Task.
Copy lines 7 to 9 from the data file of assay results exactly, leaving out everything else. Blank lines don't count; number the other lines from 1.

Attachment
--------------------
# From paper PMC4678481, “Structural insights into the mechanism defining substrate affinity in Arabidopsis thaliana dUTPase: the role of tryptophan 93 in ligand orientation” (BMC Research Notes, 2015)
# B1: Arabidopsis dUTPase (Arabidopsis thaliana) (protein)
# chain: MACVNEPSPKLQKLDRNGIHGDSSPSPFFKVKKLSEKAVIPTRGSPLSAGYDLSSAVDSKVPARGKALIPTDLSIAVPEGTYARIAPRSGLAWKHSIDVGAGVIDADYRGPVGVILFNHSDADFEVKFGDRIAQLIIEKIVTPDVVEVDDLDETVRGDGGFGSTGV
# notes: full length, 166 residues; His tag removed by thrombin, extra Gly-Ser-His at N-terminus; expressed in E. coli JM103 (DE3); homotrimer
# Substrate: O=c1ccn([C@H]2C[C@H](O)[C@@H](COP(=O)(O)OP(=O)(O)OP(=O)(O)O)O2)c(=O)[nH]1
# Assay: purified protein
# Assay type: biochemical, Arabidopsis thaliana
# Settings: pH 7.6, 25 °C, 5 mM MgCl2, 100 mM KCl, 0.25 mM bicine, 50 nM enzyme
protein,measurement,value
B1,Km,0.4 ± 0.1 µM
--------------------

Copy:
# Assay type: biochemical, Arabidopsis thaliana
# Settings: pH 7.6, 25 °C, 5 mM MgCl2, 100 mM KCl, 0.25 mM bicine, 50 nM enzyme
protein,measurement,value